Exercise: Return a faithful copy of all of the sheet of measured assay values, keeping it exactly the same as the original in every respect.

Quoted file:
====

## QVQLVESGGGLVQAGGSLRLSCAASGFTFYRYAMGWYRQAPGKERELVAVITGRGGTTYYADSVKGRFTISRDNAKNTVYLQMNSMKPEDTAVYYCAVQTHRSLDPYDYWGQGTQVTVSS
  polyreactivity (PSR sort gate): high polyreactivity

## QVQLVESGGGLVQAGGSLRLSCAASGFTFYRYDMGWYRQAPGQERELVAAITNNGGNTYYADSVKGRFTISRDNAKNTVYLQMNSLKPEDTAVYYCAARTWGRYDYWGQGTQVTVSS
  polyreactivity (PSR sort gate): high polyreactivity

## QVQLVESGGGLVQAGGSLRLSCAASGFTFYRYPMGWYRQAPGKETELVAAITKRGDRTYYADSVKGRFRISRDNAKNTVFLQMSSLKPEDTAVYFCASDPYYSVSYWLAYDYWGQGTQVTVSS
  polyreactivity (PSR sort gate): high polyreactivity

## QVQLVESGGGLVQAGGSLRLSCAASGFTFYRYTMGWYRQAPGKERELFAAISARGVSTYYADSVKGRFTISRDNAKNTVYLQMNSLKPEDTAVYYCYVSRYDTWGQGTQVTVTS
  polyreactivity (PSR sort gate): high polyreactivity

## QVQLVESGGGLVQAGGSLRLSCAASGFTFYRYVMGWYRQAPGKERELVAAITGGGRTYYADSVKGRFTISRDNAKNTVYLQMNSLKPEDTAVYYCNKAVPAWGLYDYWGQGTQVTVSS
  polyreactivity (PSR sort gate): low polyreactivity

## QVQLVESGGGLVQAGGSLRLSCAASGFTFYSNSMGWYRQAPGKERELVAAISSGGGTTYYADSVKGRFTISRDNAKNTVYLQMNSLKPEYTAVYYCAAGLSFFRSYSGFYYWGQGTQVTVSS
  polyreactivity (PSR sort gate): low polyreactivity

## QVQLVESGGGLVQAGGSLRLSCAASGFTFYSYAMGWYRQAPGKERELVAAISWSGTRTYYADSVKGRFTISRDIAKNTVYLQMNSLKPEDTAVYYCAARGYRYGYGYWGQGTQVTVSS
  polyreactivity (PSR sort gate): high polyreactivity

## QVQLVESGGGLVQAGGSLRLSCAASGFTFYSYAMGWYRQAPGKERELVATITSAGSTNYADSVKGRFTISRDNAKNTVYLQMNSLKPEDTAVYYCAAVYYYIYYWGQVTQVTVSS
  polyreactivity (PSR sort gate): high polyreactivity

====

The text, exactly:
## QVQLVESGGGLVQAGGSLRLSCAASGFTFYRYAMGWYRQAPGKERELVAVITGRGGTTYYADSVKGRFTISRDNAKNTVYLQMNSMKPEDTAVYYCAVQTHRSLDPYDYWGQGTQVTVSS
  polyreactivity (PSR sort gate): high polyreactivity

## QVQLVESGGGLVQAGGSLRLSCAASGFTFYRYDMGWYRQAPGQERELVAAITNNGGNTYYADSVKGRFTISRDNAKNTVYLQMNSLKPEDTAVYYCAARTWGRYDYWGQGTQVTVSS
  polyreactivity (PSR sort gate): high polyreactivity

## QVQLVESGGGLVQAGGSLRLSCAASGFTFYRYPMGWYRQAPGKETELVAAITKRGDRTYYADSVKGRFRISRDNAKNTVFLQMSSLKPEDTAVYFCASDPYYSVSYWLAYDYWGQGTQVTVSS
  polyreactivity (PSR sort gate): high polyreactivity

## QVQLVESGGGLVQAGGSLRLSCAASGFTFYRYTMGWYRQAPGKERELFAAISARGVSTYYADSVKGRFTISRDNAKNTVYLQMNSLKPEDTAVYYCYVSRYDTWGQGTQVTVTS
  polyreactivity (PSR sort gate): high polyreactivity

## QVQLVESGGGLVQAGGSLRLSCAASGFTFYRYVMGWYRQAPGKERELVAAITGGGRTYYADSVKGRFTISRDNAKNTVYLQMNSLKPEDTAVYYCNKAVPAWGLYDYWGQGTQVTVSS
  polyreactivity (PSR sort gate): low polyreactivity

## QVQLVESGGGLVQAGGSLRLSCAASGFTFYSNSMGWYRQAPGKERELVAAISSGGGTTYYADSVKGRFTISRDNAKNTVYLQMNSLKPEYTAVYYCAAGLSFFRSYSGFYYWGQGTQVTVSS
  polyreactivity (PSR sort gate): low polyreactivity

## QVQLVESGGGLVQAGGSLRLSCAASGFTFYSYAMGWYRQAPGKERELVAAISWSGTRTYYADSVKGRFTISRDIAKNTVYLQMNSLKPEDTAVYYCAARGYRYGYGYWGQGTQVTVSS
  polyreactivity (PSR sort gate): high polyreactivity

## QVQLVESGGGLVQAGGSLRLSCAASGFTFYSYAMGWYRQAPGKERELVATITSAGSTNYADSVKGRFTISRDNAKNTVYLQMNSLKPEDTAVYYCAAVYYYIYYWGQVTQVTVSS
  polyreactivity (PSR sort gate): high polyreactivity